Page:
By Alison Hubbard, Senior Director at Riverbed Technology
In our age of powerful mobile devices and cloud computing that enable employees to work anytime, anywhere, you might think the critical role the Remote Office and Branch Office (ROBO) plays may be diminishing. But, in fact, just the opposite is true. The ROBO has never been more important.
Consider that factories, hospitals, naval ships, embassies, retail stores, and oil rigs are all examples of ROBOs, and you understand why they are not going away anytime soon. In fact, on average more than half of a company’s employees work in ROBO locations that also house more than half of the company’s business-critical information stores. It’s become impossible for companies with hundreds of remote sites to field skilled IT teams locally at all ROBO facilities. This inevitably leads to poor system performance, unreliable data backups, and system outages. Lose that data and the consequences can be devastating – from a crippling impact on a business’s bottom line, or putting lives at risk in the case of a hospital or military unit. The solution is not to purchase and install new equipment. Instead, do the opposite: remove all systems and information stores from all branch offices and create a “Zero Branch IT” model.
Implementing a “Software-Defined Edge” architecture that brings together virtualization, intelligent storage caching and WAN optimization into a single solution uniquely enables IT, at long last, to consolidate ROBO IT operations to central data centers. IT can then provision and deploy new branch services and entirely new branch sites as quickly as spinning up virtual machines in the data center. Removing physical servers, storage, data and backup from ROBO locations enhances security, reduces operational costs, ensures reliable data backups, and increases overall business productivity by providing all users with the high levels of systems and applications performance that they expect and demand, when they require it.
ROBOs are Business-Critical
When Riverbed conducted a study of roughly 300 senior IT professionals for its Datacenter and Branch Office Resiliency Survey Report, it found that a majority of respondents affirmed the continued, even increasing, importance of remote offices and sites. Among the most striking findings were the “Three 50s”:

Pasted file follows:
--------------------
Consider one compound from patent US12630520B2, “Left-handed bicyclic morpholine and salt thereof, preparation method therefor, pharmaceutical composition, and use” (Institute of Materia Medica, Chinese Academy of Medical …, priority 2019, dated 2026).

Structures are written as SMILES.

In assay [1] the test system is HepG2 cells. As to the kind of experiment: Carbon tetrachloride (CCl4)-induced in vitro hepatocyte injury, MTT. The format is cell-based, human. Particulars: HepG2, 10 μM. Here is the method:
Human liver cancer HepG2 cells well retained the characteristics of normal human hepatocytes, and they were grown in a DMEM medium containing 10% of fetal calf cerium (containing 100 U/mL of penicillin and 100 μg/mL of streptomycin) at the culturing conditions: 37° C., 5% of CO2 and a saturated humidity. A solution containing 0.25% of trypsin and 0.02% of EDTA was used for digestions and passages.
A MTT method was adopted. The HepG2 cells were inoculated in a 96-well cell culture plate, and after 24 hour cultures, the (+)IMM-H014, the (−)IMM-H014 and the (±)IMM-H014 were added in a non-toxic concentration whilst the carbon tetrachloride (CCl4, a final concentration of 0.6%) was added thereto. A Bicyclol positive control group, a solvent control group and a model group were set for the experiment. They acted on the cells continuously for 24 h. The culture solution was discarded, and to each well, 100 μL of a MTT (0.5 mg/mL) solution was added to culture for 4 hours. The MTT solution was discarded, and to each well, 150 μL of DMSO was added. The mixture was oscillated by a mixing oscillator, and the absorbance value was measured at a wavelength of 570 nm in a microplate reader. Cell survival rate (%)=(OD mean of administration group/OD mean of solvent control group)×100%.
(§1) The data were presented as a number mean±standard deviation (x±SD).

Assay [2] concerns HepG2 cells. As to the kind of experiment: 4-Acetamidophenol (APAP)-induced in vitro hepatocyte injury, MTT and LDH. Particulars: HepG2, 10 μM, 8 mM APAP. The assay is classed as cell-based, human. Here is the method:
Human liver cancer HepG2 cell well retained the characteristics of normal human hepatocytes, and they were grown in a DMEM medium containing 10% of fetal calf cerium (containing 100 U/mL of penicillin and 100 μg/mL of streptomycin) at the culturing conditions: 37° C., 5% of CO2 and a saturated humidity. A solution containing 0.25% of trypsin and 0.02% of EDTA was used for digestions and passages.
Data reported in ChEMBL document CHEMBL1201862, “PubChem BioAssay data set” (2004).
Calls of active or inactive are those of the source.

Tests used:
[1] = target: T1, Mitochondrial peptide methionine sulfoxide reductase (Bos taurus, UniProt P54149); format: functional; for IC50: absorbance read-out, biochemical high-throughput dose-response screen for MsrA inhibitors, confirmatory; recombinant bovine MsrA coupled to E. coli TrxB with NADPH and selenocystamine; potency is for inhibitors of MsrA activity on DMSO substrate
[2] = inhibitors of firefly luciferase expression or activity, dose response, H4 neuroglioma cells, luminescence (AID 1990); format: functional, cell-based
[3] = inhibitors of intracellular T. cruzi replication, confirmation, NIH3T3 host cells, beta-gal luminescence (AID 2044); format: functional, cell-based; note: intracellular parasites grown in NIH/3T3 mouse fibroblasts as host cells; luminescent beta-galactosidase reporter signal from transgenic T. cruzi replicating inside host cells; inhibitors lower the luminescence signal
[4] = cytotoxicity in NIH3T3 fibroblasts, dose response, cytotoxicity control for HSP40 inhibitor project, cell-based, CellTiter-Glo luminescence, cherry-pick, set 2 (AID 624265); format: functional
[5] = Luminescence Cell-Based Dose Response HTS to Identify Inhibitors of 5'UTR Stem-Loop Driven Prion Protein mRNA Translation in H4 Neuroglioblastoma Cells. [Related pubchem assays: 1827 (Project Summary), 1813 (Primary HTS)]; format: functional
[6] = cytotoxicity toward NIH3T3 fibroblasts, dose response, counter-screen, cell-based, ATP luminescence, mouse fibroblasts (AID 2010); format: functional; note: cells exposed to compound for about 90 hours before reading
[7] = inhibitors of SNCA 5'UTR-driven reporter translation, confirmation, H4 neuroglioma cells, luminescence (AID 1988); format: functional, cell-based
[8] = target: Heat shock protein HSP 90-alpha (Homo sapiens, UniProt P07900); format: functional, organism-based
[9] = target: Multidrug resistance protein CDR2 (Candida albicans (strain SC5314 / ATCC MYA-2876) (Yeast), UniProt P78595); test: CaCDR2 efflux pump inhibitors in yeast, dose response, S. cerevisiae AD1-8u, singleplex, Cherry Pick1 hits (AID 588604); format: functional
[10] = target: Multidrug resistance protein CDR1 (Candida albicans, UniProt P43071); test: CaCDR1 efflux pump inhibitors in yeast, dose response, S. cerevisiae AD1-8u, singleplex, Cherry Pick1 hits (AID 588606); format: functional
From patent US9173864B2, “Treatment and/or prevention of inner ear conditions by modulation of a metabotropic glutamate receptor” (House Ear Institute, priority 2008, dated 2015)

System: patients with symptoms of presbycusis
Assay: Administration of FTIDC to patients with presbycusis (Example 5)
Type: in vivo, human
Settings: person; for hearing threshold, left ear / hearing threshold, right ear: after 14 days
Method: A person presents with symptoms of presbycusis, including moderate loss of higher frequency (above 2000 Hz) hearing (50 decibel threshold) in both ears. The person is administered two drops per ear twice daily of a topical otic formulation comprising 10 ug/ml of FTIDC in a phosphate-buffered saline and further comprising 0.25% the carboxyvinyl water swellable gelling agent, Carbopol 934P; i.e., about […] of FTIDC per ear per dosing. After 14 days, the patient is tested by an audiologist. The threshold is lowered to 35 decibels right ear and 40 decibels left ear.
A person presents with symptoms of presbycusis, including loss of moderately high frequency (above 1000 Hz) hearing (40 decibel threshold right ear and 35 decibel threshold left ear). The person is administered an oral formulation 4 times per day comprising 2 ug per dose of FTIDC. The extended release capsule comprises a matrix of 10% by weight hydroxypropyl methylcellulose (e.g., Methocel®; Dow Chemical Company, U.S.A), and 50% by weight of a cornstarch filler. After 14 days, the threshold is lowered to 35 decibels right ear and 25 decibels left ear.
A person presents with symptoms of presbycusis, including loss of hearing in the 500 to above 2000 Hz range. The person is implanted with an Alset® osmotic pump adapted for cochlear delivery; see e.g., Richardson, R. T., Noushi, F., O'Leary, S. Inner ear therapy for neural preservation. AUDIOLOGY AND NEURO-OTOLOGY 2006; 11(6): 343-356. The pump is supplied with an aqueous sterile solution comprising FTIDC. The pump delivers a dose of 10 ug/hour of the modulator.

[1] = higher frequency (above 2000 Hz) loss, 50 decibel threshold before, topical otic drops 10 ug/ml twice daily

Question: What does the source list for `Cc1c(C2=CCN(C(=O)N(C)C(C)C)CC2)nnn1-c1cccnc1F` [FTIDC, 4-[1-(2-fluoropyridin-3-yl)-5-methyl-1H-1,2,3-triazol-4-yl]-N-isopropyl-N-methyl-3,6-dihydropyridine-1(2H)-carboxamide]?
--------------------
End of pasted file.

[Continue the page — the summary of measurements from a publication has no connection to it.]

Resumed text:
- Almost 50 percent of all employees work in remote sites
- 50 percent of companies’ data is stored outside the datacenter
- Branch offices represent roughly 50 percent of IT’s budget
These findings should come as little surprise when you consider that the average corporate data center serves 55 ROBO locations. This demands replacing the typical branch office IT infrastructure. Islands of distributed servers and storage deployed to meet local performance and reliability needs are insecure, costly, complex, and inefficient to manage.
Today, data is everywhere, always being generated, always needing to be at the tip of our fingers, required in an instant to get our jobs done, serve customers, close deals, collaborate with co-workers, generate revenue, maximize success. Most distributed IT options bring unacceptable data risk and heavy operational lift to the business in an effort to remain productive and agile with unforeseen changes in business or events. Distributed ROBO operations present other challenges brought on by distance, the lack of skilled IT workers at ROBO locations, and by the lack of standard IT systems and processes across remote sites. Cumulatively, these challenges come with a very high price tag: Enterprises spend an average of 50 percent of their IT budgets supporting ROBO IT.
Mere Hyperconvergence Can’t Help
The typical hyperconverged appliance was designed as a piece of data center equipment, meant to simplify and scale data center infrastructures. It converges servers, storage, virtualization and networking into the building blocks of one system that, theoretically, would be easier to maintain and service than a collection of individual point solutions. That seems fairly straight-forward, and may seem like a great idea for ROBOs, but it’s important to recognize that the challenges IT organizations need to address in a data center are quite different as enterprises become more distributed.